Studying history is a humbling experience, especially for those of us who make our living helping clients navigate changing times. History shows us that change was obvious, no matter how inevitable it may appear in hindsight. More specifically, the pace of change can be either explosively fast or so slow as to be unnoticed until it reaches an inflection point. Here are two of our favorite history books that offer relevant, timeless lessons:
“The Anatomy of a Business Strategy: Bell, Western Electric and the Origins of the American Telephone Industry” by George D. Smith is a bland title for one of the most important technology stories of the last 200 years. Originally formed to license Bell’s technology to independent manufacturers, the Bell Telephone Company felt compelled within a few years to do its own manufacturing when its licensees failed to produce enough reliable, cost-effective equipment. This decision resulted in the purchase of Western Electric, enabling Bell to secure manufacturing capacity and quality. Far more importantly, this decision led to Bell’s strategy of controlling the leasing of its equipment, a strategy which drove the company’s success for a century. The rise of the Bell Telephone Company into a vertically-integrated telephone monopoly appears pre-ordained in retrospect, but it was hardly so. The company’s success hinged on a few strategic decisions that turned out to be prescient, and a good deal of luck, including Western Union settling various claims against Bell and exiting the telephone business. This book is 25 years old, but timeless as a business case.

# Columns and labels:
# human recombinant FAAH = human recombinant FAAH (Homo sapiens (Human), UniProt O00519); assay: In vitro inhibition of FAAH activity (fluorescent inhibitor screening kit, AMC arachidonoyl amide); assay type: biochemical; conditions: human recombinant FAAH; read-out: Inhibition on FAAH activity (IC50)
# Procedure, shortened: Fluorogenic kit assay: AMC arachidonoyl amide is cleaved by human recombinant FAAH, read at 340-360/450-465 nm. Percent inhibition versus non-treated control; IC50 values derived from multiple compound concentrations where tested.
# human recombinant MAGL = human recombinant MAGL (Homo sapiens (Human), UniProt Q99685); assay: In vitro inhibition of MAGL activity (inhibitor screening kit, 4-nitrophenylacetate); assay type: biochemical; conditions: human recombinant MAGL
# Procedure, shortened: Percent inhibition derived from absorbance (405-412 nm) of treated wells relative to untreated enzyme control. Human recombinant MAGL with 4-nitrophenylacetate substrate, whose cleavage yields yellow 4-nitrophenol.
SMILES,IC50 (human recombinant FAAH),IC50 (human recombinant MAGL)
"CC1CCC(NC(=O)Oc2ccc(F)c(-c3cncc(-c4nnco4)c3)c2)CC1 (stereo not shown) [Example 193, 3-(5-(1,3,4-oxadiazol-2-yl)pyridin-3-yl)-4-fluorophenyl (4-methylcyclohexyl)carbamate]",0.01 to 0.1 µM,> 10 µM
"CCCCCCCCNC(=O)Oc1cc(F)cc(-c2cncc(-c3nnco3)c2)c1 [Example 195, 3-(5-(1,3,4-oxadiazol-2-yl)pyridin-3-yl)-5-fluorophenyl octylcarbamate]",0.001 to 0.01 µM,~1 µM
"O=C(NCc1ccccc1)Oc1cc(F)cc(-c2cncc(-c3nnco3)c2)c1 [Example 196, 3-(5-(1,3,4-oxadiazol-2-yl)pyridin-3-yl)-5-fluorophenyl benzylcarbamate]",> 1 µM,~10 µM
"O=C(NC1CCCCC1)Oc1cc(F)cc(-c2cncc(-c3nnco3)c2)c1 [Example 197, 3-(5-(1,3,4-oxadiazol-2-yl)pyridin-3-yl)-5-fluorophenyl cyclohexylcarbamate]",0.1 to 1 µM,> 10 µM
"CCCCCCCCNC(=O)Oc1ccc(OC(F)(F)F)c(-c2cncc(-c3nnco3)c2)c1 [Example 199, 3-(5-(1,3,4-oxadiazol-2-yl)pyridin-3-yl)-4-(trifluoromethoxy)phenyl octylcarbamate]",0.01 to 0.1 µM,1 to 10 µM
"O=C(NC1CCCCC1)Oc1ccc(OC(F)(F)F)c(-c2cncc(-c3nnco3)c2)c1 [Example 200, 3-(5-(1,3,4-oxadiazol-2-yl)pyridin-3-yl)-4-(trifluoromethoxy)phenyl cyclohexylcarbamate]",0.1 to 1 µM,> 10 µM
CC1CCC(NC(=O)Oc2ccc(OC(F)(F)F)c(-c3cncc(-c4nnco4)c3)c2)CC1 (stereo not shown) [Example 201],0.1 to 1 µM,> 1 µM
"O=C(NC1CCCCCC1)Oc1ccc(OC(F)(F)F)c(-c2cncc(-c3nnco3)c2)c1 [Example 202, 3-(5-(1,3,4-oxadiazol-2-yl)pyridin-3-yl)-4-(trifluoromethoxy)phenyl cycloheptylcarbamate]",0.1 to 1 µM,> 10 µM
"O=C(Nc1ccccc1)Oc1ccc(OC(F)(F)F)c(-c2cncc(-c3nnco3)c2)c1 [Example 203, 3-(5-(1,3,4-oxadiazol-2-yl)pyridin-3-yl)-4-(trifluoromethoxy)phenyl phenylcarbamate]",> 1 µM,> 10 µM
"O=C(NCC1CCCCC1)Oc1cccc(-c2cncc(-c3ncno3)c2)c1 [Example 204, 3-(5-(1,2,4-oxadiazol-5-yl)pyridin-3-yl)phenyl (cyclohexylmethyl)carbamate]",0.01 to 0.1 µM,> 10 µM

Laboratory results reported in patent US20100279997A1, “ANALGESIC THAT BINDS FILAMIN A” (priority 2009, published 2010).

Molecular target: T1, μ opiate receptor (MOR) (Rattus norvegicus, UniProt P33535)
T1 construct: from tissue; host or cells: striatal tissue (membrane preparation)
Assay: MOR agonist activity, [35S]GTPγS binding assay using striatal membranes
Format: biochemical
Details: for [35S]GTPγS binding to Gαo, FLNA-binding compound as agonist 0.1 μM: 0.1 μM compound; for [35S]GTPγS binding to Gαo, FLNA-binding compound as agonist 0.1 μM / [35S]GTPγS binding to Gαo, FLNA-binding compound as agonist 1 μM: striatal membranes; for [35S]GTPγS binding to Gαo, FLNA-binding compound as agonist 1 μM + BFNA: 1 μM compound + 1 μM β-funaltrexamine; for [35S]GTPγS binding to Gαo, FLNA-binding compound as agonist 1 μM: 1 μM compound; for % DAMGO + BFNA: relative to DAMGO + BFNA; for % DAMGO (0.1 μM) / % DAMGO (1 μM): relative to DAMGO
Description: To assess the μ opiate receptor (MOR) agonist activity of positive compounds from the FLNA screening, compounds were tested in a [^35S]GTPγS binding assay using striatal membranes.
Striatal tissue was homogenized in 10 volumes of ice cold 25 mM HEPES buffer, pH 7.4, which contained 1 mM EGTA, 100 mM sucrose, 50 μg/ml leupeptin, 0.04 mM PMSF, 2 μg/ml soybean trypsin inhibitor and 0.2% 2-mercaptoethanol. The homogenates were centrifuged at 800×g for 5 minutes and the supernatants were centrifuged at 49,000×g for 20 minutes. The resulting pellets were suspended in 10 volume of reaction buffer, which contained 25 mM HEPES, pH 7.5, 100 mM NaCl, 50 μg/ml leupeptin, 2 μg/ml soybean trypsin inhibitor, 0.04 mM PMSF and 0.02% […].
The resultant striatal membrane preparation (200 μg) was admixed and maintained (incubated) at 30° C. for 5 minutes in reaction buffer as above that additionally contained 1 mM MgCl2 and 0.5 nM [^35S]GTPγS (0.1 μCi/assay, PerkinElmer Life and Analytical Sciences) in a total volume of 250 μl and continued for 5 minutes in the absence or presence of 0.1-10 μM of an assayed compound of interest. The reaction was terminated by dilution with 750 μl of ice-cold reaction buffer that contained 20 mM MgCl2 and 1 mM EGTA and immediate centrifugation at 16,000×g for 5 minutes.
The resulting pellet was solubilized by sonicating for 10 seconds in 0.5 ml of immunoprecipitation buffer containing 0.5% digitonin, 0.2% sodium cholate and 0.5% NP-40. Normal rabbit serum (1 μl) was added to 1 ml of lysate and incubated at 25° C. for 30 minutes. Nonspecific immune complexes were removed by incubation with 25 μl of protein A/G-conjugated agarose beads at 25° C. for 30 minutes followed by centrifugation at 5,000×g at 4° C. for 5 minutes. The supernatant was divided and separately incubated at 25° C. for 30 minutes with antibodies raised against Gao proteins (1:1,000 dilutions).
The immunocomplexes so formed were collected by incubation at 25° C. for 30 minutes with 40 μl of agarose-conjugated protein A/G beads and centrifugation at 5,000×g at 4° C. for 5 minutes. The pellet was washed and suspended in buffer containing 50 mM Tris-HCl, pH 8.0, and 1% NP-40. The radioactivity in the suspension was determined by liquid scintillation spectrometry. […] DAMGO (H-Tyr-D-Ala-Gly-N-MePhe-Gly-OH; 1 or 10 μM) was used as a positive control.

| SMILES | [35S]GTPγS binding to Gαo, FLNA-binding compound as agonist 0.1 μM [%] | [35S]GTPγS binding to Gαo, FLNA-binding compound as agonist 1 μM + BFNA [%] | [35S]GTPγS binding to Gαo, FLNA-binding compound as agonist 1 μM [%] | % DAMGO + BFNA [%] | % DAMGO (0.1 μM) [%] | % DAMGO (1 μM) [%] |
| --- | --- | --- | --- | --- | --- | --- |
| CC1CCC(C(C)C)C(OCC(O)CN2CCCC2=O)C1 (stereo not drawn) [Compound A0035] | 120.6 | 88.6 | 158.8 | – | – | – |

Make a list of the most-disruptive technologies of the 20th century and it probably won’t include the shipping container – but it should. “The Box: How the Shipping Container Made the World Smaller and the World Economy Bigger” by Marc Levinson chronicles this complex and unlikely story. Containers had been tried on and off by various individual shipping lines, but it took a trucking magnate, Malcom McLean, to revolutionize sea and land shipping by envisioning the container as a standardized, interchangeable component across both modes of transport. McLean’s ambitious vision took in the whole transportation system from end to end, resulting in radical changes to ports, loading systems, ship design, labor, and even government regulation. In the decade following McLean’s brainchild in the mid-1950s, the shipping container drove down the cost of shipping by 90 percent and enabled companies to put their factories where labor was cheapest, not necessarily near customers or near ports. The shipping container was a key technology driving “inevitable” globalization, but Levinson’s book shows that it took McLean’s combination of vision, ruthless ambition, engineering, salesmanship, and leveraged buy-out pioneering to pull it off.